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Journal of Energy in Southern Africa

On-line version ISSN 2413-3051
Print version ISSN 1021-447X

J. energy South. Afr. vol.33 n.1 Cape Town Feb. 2022 



Cost-benefit analysis of wind power integration in distribution networks



M. ZietsmanI; T. AdefaratiII; R.C. BansalIII, I, *; R. NaidooI

IDepartment of Electrical, Electronic and Computer Engineering, University of Pretoria, Pretoria, South Africa
IIDepartment of Electrical and Electronic Engineering, Federal University Oye Ekiti, Nigeria
IIIDepartment of Electrical Engineering, University of Sharjah, Sharjah, United Arab Emirates




The capacity of power generation note needs to be increased globally, owing to population growth and industrial revolution. The conventional power plant across the world is inadequate to satisfy growing power demand. By optimally sizing and designing the clusters of renewable energy sources such as wind, microgrid operators can economically and environmentally sustainably provide a clean power solution that can increase the supply of electricity. Wind power (WP) generation can be utilised to reduce the stress on the power plants by minimising the peak demands in constrained distribution networks. Benefits of WP include increased energy revenue, increased system reliability, investment deferment, power loss reduction, and environmental pollution reduction. These will strengthen the performance of the power system and bring economic value to society. Moreover, many challenges are considered when integrating WP into the distribution system. These include protection device miscoordination, fundamental changes in the network topology, transmission congestion, bidirectional power flow, and harmonic current injections. In this paper, the economic cost and benefit analysis of optimal integration of WP into the distribution networks is investigated through a multi-objective analytical method. The aim is to see whether investment in the WP project is economically profitable and technically viable in the distribution system. The results obtained from the study can be utilised by power system operators, planners and designers as criteria to use WP for stimulating economic development and industrial revolution and can allow independent power producers to make appropriate investment decisions.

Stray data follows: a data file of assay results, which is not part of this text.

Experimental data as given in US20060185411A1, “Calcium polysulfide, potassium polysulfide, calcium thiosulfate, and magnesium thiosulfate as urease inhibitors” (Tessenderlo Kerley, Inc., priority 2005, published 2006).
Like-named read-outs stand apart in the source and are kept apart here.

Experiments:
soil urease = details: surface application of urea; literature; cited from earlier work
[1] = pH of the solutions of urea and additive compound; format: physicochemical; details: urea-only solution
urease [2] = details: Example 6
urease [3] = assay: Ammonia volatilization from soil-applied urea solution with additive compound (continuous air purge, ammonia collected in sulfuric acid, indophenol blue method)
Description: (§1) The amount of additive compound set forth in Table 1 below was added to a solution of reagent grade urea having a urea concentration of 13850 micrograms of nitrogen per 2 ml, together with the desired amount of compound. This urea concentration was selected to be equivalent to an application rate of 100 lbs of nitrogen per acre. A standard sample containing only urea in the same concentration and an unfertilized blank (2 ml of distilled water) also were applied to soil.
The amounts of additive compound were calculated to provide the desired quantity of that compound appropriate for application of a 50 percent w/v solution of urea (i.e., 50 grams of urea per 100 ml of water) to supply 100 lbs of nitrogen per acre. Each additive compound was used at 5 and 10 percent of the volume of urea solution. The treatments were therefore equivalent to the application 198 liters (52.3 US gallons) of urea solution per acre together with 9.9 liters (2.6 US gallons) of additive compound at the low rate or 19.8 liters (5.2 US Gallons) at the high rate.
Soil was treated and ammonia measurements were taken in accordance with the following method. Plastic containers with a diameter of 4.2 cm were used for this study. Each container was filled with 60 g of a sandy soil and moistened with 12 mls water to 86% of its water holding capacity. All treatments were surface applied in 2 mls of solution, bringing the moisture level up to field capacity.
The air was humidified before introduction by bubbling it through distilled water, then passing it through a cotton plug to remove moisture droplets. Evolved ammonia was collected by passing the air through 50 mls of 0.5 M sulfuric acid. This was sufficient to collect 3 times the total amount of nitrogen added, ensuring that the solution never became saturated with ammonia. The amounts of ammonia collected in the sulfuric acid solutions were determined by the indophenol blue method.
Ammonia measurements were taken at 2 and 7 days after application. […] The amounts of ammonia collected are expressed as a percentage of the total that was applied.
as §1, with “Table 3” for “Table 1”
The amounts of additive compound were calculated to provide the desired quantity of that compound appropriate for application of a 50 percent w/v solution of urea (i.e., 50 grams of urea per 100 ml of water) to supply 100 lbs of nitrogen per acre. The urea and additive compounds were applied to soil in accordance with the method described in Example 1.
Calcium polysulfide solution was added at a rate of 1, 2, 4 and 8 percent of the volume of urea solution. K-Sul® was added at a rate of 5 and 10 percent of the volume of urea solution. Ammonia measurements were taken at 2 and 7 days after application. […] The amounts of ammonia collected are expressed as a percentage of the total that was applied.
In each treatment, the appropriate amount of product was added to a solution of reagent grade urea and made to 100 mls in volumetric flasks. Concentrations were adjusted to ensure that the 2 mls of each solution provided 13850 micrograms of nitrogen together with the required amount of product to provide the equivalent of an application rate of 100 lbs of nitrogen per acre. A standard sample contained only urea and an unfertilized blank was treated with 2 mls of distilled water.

The cost-effectiveness of using wind power is proposed.
The cost-benefit of wind power is analysed.
Strategic grid planning can be achieved with the results obtained.
Wind power can be used to improve electricity access.

Keywords: cost-benefit analysis, distribution networks, energy storage system, low voltage, wind power generation.



1. Introduction

The power sector globally is experiencing a need for increasing power supply due to the high standard of living, continuous population growth and industrial revolution (Almasabi et al., 2017; Jiandong et al., 2018). The conventional power plants that have dominated some countries as a means to satisfy ever-increasing load demand are not economically and environmentally feasible due to the depletion of fossil fuel, greenhouse gas emissions, and transmission and distribution system losses (Yu et al., 2018; Adefarati et al., 2016a). Moreover, the increase in the global energy demands can be met by optimally sizing and placing clusters of green energy technologies, including wind power (WP), in the power system (Xia et al., 2018; El Naily et al., 2017; Prakash et al., 2016; Adefarati et al., 2019b). This is achieved by integrating renewable distributed generation (RDG) near the end-users in a low-voltage (LV) (< 1 kV) AC distribution network. The benefits of RDG include the reduction of power system losses, deferment of transmission and distribution costs, improvement of power reliability, quality, regulation and stability, etc. Renewable energy sources, such as solar photovoltaic (PV) systems, concentrated solar power (CSP), fuel cells, biomass, gas turbines, hydroelectric and WP generation, are common types of RDGs. The WP plants and energy storage system (ESS) are embedded in the distribution networks to balance power generation and energy consumption in the distribution network. The ESS is utilised by the microgrid operators to store surplus energy generated via the WP plant in off-peak hours and releases it into the network during energy deficiency hours. This reduces the high peak-demand capacity in the distribution network, via economical scheduling and provides sufficient power to the end-users (El Naily et al., 2017; Cole et al., 2015). However, WP output cannot be consistently made available because of the inter-mittency of wind speed and the location of the WP unit in the distribution network (Jiandong et al., 2018; Yu et al., 2018).